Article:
What we’ve done in the MoMA atrium is pretty much recreate Kraftwerk’s Dusseldorf-based Kling Klang studio, down to very minute details. Attending every show and being so caught up in the process, I’ve experienced the retrospective in a very specific way: The first night I was completely exhilarated; the second night I was irritated by the rhythm and duration; the third night I was completely addicted. It was like being on a bicycle, cruising along, eventually having to go uphill, and then coasting back down again and hitting your rhythm. Then it’s in your body. When I did the interview with Jon Pareles for The New York Times together with Ralf [Hütter] the word “tangible” kept coming up. Ralf said that when he speaks during concerts, he does so from inside the music. For the Trans-Europe Express show, they performed ‘The Hall of Mirrors’ which is all about Echo and Narcissus. These are the audio and visual reflections that are both sent and received, like a radio station transmitting and receiving, an artist looking and being looked at. It’s an excellent metaphor of what’s been done here at the MoMA, which has cost a considerable amount of money to produce and involved an incredible amount of building and restructuring. My colleague from the Whitney thought that the exhibition space had already existed. No, this was created to bring people into the image, into the cube. And within the cube, people are inside the cone of 3-D projection, which extends from the screen onstage to the projector in the back. Both the band and the viewers are literally inside the art. You can’t stand on the side. I told people when they watch, they have to be in the cone.

During the first dress rehearsal, when the sub-bass came on during ‘Kometenmelodie 1’, several light fixtures started rattling. We took the frequency out, because I thought the building would collapse—I thought the paintings would fall off the walls. We ended up solving the problem of course, but it gave us a scare. The fact of the matter is that when you’re curating, especially doing a retrospective, you give up your own personality. It’s the strangest thing. When I was doing Marina Abramovic, I had to completely dive into her world and live her speed and velocity. Or better: stillness and duration. It’s an intimate experience with a work of art. It means you have to be completely available. So I’ve been listening to Kraftwerk straight for the past four months. You know, with every artist, there’s a first work where the nucleus of all future ideas is contained. And that’s extremely important to know when creating a retrospective. Here it’s Autobahn, for me. That’s subjective, of course.

I think Kraftwerk have been artists from the very beginning, but they were kidnapped by their mainstream success. Of course, everybody is happy to be kidnapped by success, but it makes it more difficult to recognize who and what they are. Still, in the sixties and seventies their studio was right next door to Gerhard Richter’s. They could have drilled a hole in the wall and been right there. But honestly, not a lot of people have understood the extent to which Kraftwerk are and were artists, in Germany especially. Of course, I assume that people like Gerhard Richter and Sigmar Polke got it. Joseph Beuys got it. Werner Herzog and Fassbinder got it. Katharina Sieverding got it. But not many others.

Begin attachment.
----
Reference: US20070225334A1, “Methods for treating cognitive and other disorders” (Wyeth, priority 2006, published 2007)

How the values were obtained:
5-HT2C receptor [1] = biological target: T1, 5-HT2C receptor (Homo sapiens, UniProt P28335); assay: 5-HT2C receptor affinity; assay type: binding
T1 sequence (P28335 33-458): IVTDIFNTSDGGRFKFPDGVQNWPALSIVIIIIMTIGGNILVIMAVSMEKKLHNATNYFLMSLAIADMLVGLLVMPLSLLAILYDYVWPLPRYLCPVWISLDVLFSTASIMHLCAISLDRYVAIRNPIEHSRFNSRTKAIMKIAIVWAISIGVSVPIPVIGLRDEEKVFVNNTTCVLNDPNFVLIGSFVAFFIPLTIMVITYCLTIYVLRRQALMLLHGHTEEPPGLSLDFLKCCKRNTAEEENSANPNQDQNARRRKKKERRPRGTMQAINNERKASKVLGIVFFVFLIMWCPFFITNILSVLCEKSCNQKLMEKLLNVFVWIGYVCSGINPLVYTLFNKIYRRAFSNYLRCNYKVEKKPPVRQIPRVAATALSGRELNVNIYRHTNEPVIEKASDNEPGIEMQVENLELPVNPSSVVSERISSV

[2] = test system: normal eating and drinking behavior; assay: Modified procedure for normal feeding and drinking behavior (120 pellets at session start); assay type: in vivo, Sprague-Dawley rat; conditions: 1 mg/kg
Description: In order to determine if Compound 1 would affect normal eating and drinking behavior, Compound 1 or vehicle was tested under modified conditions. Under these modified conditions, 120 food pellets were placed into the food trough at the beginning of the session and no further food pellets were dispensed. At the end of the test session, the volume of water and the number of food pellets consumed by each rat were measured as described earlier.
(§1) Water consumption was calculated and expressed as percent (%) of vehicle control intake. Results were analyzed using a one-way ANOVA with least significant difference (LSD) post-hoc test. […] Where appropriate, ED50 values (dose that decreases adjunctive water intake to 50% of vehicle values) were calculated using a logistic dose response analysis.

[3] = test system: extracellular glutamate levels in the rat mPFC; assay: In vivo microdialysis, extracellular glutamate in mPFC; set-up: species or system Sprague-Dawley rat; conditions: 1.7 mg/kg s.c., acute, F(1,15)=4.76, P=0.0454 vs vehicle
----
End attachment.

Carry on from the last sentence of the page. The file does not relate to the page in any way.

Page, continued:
For me, Kraftwerk are very much children of the BRD, the Federal Republic of Germany. I am like a grandchild of the country, and Kraftwerk are father figures. The BRD, like the GDR, dissolved—it doesn’t exist anymore, but artistically speaking, it was all about Kraftwerk, Heinrich Böll and Joseph Beuys. It used to be that Germany had the first truly active Green Party, and culturally—in art and music—this played an important role. Beuys sang ‘Sonne statt Reagan’, and there were massive anti-nuclear protests, especially against the stationing of Pershing missiles. Fassbinder’s Berlin Alexanderplatz featured Kraftwerk’s ‘Radioactivity’, of course. I see all this in a very specific historical context, but also in an artistic one. The incredible thing is how Kraftwerk have been capable of not just updating but upgrading their material over the course of their careers.

Somehow it seems like people haven’t understood that the retrospective is an exhibition and not just a concert. People just don’t get that, and it’s been very hard to get people into a different mindset. It’s like with movies—film was the leading art form of the twentieth century, and it still hasn’t really made it into art museums. Museums can be so slow. With a time delay, art arrives with cinema, which is something I’m trying to push. I did Doug Aitken at MoMA which was big, cinematic images with no sound, then I did Pipilotti Rist, which was cinematic images with sound, then came Marina Abramovic, which was cinematic image with sound and live performance. And now it’s gone one step further. Kraftwerk is the fourth step. But there’s a fifth step, and I’m not sure what it is yet. A few months ago I went to the Cologne Cathedral to check out Gerhard Richter’s stained-glass works. And all I could think is what it must have been like a few hundred years ago to come from some mud-hut, some tiny town with no electricity, no heating, and see this incredible thing with image and sound. That’s what I imagined seeing and listening to Kraftwerk to be.

 

 

WEDNESDAY

Juan Atkins, electronic musician and founding father of Detroit techno

Photo: Luci Lux